Flashcards in Theory of planned behaviour Deck (14):
Introduction for TPB
TOPB (Ajzen 1989) is a cognitive theory about what leads to a person’s decision to engage in a particular behaviour. The theory believes a person’s decision to engage in a particular behaviour (eg drugs) can be predicted by their intention to engage in that behaviour
What are the 3 concepts of TPB
1) Behavioural attitude – the persons attitude towards the behaviour
2) Subjective norms – the person’s awareness on social norms relating to that behaviour
3) Perceived behavioural control – is assumed to either act on the intention to behave in a particular way, or directly on the behaviour itself because of the control they believe they have over the behaviour, they are more likely to persevere for longer.
Changing behavioural attitude
the US office of national drug control policy launched a campaign in 2005 to lower teenage marijuana use. A review of its effectiveness suggested that its success was due to it changing attitudes, whereas previously campaigns had focused on the negative effects.
Changing subjective norms
Wilson (2003) found that exposing teenagers to percentages about how many people actually smoke could change their behaviour. This is because, as they are likely to be part of a smoking group, they are likely to believe smoking is much more common than it actually is.
Perceived behavioural control
Godin et al (2002) examined the extent to which TPB could explain smoking intentions and behaviours in adults intending to give up smoking. Data was collected using questionnaires and interviews. Ps were surveyed again 6 months later. They found all 3 elements helped explain intentions, but perceived behavioural control was the most important predictor for behaviour. From this they suggested interventions should focus on willpower.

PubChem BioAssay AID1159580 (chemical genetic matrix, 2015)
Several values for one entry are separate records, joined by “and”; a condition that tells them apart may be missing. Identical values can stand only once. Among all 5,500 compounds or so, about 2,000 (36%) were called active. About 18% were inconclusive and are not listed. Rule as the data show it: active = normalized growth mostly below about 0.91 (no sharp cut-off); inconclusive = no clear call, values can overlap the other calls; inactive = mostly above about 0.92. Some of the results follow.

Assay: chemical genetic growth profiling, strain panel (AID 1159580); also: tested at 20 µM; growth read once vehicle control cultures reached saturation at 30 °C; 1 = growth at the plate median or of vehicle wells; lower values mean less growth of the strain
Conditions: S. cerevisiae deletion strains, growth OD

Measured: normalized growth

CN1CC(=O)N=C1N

ToPB proposes that a person’s self-control will predict their intentions to change behaviour. Majer et al (2004) found that this was important in prevention and interventions as by encouraging a addicts ability they were more likely to achieve abstinence.
Use of the internet
Webb eta l (2010) analysed 85 studies of interventions which promoted health change. Results showed that those based on ToPB were more successful.
Addiction to the sun
White et al (2008) examined the sun protection intentions and behaviour of young people in Australia. With 1000 ps aged 12-20 completing a questionnaire assessing the ToPB predictors. Ps reported their sun protection for the previous fortnight. Results showed that ToPB components were significant predictors of intentions, which predicted behaviour.
Evaluation: too rational
ToPB has been criticised for being too rationale, for example ignoring emotions and compulsions. This explains why some people behave irrationally against their intentions.
Evaluation: ignores other factors
self-determination theory suggests that people need to decide themselves to quit and addictions, something that this theory doesn’t consider.
Evaluation: intention rather than behavioural change
Armatige and Conner (2001) completed a meta-analysis of ToPB and found it was successful in predicting intention rather than actual behaviour. This is often found in health behaviours which involve the adoption of difficult behavioural change, for example a healthy diet. Therefore in the context of changing risky behaviours we can distinct between a motivational stage (the formation of a behavioural intention) and a post-decisional stage (behavioural initiation and maintenance).
Evaluation: methodological issues
self-report techniques and correlations.
Evaluation: intention and expectation
its argued that a distinction between intention and expectation should be made in the theory. For example a smoker may have an expectation that they will give up smoking in 5 years, however have no actual intention to do it.